Thursday, November 12, 2009

Instant Food Blog

Here are some of the more questionable food items that I have in my apartment, laid out on top of the most questionable piece of furniture I have in my apartment, a pink couch that I found in the parking garage of my building. On the left, we have a bag of Seasoned Dried Fishmeat, which are fried crackers that taste like fish. They are so bad that after eating half a bag, I woke up in the middle of the night with intense stomach pains and what I thought was the beginning of a fever. I was fine by morning, but unless we are all willing to give my immune system the bad-ass credit of stopping Swine Flu dead in its tracks in less than six hours, it's probably better to assume that Seasoned Dried Fishmeat is toxic mulgogi and should not be eaten by anyone.

The bag to the right is, of course, a bag of ramen noodles. In Korea, it's generally true that a restaurant uses a cartoon depiction of whatever animal you're going to eat inside on the sign out front, whether it be a cow for beef, pig for pork, or octopus for wriggling tentacles on a plate. The notable exception to this is restaurants with signs that feature pictures of waterfalls. They serve dog. Which is fine. All I want to know is, do the little foil packets in these bags of ramen contain raccoon flavoring? I feel like no matter what the answer is, I'm going to be disappointed.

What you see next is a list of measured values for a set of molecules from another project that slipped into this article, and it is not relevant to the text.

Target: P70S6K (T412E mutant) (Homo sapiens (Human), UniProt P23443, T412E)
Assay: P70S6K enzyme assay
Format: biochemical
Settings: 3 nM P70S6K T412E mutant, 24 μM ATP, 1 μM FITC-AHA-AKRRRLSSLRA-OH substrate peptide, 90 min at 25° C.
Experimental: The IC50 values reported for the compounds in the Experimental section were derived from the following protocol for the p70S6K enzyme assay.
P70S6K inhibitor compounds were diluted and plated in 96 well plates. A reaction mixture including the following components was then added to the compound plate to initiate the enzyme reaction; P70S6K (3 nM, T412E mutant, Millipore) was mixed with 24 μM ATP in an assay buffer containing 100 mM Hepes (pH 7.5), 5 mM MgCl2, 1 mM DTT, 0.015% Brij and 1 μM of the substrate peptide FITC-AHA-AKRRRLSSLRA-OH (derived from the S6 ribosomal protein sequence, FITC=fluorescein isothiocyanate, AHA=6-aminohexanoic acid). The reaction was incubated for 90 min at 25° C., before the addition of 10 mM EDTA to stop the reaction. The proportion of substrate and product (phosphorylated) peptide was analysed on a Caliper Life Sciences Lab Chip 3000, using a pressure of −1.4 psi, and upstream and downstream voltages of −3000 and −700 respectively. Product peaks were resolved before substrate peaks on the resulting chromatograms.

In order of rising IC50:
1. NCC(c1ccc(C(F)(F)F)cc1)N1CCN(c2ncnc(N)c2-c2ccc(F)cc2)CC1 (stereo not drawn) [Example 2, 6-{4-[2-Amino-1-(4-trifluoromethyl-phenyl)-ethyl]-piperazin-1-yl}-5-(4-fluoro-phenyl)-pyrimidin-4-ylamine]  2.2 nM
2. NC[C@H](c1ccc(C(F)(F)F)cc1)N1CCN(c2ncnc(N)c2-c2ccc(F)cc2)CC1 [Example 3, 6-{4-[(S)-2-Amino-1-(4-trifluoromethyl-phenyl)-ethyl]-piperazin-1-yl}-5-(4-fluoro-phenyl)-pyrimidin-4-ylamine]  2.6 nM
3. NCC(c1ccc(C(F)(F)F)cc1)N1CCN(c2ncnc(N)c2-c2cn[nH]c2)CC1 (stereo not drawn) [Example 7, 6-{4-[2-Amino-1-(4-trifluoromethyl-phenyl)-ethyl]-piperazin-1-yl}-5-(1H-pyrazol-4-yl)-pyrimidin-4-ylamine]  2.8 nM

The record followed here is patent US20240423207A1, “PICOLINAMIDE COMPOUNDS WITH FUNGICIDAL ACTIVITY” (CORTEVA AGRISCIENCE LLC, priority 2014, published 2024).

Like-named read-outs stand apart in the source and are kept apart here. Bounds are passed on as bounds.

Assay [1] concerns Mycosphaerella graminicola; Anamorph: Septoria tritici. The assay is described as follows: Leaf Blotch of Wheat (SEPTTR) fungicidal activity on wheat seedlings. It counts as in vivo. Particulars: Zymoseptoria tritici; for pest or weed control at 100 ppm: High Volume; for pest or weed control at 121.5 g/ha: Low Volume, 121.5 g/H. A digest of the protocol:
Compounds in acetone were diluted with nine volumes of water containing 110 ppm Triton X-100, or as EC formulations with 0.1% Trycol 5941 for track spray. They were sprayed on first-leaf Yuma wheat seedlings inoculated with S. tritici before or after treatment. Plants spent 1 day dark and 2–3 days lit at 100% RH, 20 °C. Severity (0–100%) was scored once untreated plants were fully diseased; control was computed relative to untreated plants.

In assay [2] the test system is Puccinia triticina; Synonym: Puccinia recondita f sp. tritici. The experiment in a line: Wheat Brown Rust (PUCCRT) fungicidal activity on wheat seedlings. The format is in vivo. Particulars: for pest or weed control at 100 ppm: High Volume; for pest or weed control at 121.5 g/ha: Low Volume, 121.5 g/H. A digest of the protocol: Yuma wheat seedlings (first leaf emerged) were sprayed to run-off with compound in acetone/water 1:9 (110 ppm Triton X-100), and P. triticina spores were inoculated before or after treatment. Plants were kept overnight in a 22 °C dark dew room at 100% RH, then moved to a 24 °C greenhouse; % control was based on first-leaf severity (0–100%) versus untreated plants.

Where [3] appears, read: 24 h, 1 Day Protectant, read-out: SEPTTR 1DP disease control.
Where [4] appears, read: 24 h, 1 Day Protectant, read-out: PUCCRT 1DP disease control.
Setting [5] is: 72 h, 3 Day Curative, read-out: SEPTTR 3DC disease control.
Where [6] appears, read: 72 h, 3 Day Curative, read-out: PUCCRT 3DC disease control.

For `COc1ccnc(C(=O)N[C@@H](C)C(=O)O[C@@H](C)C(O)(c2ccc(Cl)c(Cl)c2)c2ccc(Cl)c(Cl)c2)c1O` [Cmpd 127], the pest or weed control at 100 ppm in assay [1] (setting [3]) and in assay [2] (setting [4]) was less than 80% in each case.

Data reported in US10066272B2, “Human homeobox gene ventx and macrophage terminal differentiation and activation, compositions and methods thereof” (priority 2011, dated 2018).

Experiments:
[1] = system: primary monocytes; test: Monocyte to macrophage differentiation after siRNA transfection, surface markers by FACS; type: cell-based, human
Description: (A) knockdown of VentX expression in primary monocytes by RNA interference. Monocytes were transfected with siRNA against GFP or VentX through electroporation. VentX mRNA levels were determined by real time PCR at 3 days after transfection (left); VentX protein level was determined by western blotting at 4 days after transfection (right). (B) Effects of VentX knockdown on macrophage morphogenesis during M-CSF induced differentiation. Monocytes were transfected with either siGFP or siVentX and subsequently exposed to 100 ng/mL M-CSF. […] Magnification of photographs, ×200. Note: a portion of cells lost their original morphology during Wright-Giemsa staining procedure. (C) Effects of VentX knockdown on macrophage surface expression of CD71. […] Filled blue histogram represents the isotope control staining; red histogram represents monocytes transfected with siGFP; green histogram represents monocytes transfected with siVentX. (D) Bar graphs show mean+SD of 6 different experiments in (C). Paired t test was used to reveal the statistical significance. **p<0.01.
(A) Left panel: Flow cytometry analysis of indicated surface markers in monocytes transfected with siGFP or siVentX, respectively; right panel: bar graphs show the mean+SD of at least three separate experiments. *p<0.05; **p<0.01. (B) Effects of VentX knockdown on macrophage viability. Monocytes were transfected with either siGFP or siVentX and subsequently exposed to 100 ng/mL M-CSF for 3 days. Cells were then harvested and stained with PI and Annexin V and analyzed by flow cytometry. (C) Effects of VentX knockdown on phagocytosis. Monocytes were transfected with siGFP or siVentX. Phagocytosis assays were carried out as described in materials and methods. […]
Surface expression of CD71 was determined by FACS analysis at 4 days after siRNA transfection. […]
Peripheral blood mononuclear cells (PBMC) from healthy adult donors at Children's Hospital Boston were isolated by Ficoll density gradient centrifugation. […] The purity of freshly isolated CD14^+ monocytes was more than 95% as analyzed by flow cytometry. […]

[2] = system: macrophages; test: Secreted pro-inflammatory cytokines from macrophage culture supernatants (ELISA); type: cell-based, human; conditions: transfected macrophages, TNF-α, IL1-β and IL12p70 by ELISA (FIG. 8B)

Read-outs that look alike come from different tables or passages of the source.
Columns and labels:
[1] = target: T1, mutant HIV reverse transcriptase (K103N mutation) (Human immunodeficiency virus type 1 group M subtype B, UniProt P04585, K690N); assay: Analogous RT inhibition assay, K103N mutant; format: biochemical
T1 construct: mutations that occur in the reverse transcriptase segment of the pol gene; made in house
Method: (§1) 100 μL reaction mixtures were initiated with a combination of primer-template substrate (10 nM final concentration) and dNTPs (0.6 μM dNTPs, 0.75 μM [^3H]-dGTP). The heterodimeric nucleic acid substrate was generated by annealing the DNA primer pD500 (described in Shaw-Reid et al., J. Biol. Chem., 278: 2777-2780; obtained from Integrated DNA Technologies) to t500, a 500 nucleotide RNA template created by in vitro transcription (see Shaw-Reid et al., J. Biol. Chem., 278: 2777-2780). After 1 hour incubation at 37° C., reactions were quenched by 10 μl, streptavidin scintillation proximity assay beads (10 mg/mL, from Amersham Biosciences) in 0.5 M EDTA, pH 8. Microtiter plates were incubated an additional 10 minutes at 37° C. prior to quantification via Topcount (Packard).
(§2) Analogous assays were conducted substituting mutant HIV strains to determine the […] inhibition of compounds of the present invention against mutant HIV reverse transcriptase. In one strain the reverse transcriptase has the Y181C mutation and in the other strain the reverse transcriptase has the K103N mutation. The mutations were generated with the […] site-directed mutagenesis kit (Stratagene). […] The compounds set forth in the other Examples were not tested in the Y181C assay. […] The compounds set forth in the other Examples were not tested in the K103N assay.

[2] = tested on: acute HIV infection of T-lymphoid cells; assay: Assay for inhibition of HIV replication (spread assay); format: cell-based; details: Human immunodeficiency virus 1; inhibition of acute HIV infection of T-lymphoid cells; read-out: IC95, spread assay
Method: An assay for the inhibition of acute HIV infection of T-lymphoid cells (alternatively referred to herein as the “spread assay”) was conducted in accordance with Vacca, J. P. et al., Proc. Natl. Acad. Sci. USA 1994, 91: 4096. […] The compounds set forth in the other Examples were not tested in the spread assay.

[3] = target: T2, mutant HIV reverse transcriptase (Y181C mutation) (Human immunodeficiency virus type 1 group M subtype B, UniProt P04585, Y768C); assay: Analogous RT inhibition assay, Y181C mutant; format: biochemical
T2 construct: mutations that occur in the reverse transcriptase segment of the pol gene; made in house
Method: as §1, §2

All of the boxes on the couch are filled with chocolate and cookie sticks called Pepero Sticks (not Pocky). These were all given to me by my students on Wednesday because they love me.

On an unrelated note, Wednesday in Korea, or 11/11, was also "Pepero Day," a day for exchanging Pepero sticks that was started by Lotte Department Store in the 1990s as a shameless cash grab, and is the second-most insidious thing that Lotte has perpetrated on the Korean people, right behind giving the company a name that nobody here can pronounce.

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